That guy always manages to sneak films by me; back in my teen years, that would have never happened; between my best friend and I, we could smell a new project of his before it was even in production. I just don't have the time to devote to superfandom anymore it would seem. Life gets too complicated with work and caffeine addictions and night upon night at the bars.

Costarring Elizabeth Banks, who I've loved since Wet Hot American Summer, I know it's not going to be "great," but certainly will be fun and a worthwhile see ... at least for me, a seemingly forever fan of his wittily-vile-humor-with-a-schlocky-twist style. The fact that two of today's best young(er) comedic actors star only sweetens the deal; particularly since Smith before insisted on only casting his buddies, who are mediocre actors at best. Some will make appearances, of course, in the new film but it's refreshing to see believable talent at center stage. I'm not alone when I say that the kid in Clerks 2 made that movie; had it not been for him, Smith would have had no hope for his future career. None.

So, here I go again. Going from swearing off Smith films forever after a Netflix viewing of Jersey Girl, to swearing I'll never, ever see Clerks 2, I again slacken my resolve for what I know will be a delightful little surprise.

Thursday, June 05, 2008

Finally, a free "Gift" I actually want!

Being a music snob from way back when in my Slackers days, I've subscribed to Magnet Magazine for ... oh, say ... 6 years. Or 8. I've lost track (though I guess I could figure out for sure since they're all still in a collection in my basement).

That aside, I've renewed the 2 year subscription just about every other year, save for one or two in the early years. A mostly glossy zine, part half-hearted legitimate music rag, it's been my periodical of choice in my mailboxes for years. My favorites are the always entertaining commentary of the "The Back Page" and "Where's the Street Team?", but the interviews and features are usually quite substantial and engaging, the photography excellent, the reviews usually dead-on, and advertisements kept to a minimum.

The accompanying compilation CD; however, is rarely worth the listen.

But my main gripe is these lazy bums can only muster 6 issues a year. Bi-monthly. Meaning, an entire magazine is supposed to be sustainable toilet reading fodder for 2 whole months?!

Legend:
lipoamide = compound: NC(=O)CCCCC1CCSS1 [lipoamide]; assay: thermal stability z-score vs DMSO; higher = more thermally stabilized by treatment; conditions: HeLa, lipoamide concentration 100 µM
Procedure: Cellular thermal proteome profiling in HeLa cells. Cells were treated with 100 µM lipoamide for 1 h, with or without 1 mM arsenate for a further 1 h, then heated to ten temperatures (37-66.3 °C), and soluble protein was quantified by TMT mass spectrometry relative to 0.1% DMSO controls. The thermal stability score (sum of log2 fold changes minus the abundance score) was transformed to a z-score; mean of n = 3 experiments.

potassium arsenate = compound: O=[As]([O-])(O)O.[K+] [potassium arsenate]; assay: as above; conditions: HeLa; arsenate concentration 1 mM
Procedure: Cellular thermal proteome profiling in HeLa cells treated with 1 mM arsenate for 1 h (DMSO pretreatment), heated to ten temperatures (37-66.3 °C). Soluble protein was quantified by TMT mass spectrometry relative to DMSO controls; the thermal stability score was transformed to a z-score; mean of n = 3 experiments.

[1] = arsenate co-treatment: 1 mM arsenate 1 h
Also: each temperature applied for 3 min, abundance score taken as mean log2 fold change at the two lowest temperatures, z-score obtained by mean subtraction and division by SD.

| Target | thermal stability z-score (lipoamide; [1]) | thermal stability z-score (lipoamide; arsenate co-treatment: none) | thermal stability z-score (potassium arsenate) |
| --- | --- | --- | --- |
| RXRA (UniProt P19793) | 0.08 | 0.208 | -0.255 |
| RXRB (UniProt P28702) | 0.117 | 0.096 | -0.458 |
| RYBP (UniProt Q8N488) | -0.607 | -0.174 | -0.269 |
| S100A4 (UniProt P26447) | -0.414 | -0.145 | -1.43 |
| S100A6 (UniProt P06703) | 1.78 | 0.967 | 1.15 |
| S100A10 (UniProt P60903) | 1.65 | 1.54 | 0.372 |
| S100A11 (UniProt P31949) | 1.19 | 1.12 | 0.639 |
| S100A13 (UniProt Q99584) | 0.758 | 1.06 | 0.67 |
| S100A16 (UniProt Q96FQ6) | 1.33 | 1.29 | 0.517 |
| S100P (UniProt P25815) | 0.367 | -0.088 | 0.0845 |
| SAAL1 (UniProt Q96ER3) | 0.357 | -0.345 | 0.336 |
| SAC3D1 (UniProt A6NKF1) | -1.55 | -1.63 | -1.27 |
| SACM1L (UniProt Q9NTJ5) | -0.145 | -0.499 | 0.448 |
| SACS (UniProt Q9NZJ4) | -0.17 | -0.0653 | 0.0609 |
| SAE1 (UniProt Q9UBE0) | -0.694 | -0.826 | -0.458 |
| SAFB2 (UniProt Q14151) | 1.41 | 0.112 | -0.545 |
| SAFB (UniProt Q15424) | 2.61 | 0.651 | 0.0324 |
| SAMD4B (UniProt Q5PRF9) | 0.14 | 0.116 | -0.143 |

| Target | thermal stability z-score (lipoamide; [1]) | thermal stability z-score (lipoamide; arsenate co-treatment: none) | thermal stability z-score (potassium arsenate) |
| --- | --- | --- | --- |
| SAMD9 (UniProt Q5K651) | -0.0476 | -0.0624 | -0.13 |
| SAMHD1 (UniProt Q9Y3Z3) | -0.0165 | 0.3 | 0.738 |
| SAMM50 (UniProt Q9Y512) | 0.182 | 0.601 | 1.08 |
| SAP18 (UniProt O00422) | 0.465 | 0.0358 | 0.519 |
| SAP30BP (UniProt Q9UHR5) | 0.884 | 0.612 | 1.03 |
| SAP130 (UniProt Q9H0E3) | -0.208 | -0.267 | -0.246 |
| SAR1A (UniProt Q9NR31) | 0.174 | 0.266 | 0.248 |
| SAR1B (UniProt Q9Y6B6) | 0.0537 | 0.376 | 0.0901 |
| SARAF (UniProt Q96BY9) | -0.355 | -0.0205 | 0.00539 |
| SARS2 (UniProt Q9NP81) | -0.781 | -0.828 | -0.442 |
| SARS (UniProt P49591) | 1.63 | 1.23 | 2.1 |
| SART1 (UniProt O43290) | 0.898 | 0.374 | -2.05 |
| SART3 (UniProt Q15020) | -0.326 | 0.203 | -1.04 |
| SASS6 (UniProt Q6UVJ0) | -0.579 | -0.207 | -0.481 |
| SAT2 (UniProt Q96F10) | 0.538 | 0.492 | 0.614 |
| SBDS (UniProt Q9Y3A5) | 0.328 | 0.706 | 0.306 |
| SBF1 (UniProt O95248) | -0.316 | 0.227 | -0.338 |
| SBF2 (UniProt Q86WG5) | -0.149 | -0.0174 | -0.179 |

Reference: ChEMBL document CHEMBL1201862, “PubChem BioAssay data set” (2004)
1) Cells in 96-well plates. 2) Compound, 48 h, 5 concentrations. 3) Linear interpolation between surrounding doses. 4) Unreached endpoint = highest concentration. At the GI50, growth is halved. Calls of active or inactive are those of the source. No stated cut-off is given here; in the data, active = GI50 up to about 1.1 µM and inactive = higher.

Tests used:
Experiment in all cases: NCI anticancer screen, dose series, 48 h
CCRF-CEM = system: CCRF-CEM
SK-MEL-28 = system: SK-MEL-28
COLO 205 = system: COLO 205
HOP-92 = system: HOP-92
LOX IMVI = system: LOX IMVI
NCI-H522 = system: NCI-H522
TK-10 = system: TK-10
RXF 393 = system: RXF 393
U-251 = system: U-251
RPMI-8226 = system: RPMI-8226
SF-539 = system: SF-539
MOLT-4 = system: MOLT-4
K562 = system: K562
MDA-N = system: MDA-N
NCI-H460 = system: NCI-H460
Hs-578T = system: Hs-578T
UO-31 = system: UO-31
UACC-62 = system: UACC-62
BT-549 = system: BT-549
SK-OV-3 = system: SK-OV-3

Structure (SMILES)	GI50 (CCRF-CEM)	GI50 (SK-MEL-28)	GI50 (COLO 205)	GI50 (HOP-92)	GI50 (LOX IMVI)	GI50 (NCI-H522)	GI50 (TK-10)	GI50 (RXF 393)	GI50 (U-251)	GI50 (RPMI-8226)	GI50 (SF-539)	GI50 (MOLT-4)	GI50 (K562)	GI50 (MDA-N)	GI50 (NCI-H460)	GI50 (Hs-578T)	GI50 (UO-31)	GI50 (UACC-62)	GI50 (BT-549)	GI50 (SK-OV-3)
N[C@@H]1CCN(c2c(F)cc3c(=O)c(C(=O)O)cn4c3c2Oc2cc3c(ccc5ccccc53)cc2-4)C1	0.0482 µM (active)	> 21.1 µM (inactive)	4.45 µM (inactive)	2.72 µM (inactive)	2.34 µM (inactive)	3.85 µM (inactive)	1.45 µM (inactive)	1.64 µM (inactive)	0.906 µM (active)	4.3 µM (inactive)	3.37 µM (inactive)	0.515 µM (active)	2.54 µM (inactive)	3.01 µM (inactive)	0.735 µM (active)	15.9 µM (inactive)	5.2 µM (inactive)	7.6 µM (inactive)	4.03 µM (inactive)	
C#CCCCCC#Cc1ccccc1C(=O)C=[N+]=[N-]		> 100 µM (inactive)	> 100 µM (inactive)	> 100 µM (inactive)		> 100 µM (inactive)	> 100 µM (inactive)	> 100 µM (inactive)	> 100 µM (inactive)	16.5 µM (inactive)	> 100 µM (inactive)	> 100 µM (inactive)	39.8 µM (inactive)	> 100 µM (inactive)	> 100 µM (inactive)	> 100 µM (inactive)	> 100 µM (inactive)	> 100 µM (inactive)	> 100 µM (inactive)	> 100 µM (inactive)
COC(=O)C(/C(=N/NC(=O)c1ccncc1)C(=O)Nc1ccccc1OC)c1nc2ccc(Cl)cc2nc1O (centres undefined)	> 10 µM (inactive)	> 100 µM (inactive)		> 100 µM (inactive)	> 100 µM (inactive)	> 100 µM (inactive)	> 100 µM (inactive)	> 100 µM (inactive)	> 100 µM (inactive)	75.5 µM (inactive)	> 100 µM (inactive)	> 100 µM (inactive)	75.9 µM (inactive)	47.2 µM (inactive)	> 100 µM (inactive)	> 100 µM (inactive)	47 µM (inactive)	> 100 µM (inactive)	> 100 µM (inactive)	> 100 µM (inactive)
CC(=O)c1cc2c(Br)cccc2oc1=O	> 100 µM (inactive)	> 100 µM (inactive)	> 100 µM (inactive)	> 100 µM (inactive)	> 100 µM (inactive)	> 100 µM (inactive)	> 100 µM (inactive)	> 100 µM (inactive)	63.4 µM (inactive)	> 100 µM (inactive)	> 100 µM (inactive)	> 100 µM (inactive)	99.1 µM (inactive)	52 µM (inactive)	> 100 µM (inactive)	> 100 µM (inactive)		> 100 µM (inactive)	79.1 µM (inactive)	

Yeah, right. Fortunately issues of Blender and Entertainment Weekly started mysteriously showing up in our mailbox; which, while lame, I'd otherwise be bored out of my skull in there. Thank god I have the likes of Desperate Housewives and Gossip Girl spoilers to keep me company instead.

In any event, a few days ago I get the notice that my subscription is about to expire; and that if I would like to do anything about it, to please send more money and your #1 and #2 choices of the following free CDs we have laying around.

The list was as follows:
Against Me! New Wave
Eels Meet The Eels: Essential Eels Vol. 1
Beach House Devotion
Georgie James Places
Photon Band Back Down to Earth
Bob Mould District Line
Sons & Daughters This Gift
The Aliens Astronomy For Dogs
Evangelicals The Evening Descends
Liam Finn I'll Be Lightning

My selections were:
#1: Sons & Daughters
#2: The Eels

My expectations were:
Some random junk band's CD that was neither in my selections nor on the list.

The reason:
This was the way it was, every time I have renewed.

Same promise of a cool free CD, same delivery of a lame useless one. I had no expectation that it would be different, but Shiva help me if that was going to keep me from trying.

Today, even before delivery of issue No. 79, it comes. The square padded envelope from Magnet.

Inside was my #1.

Talk about a good day.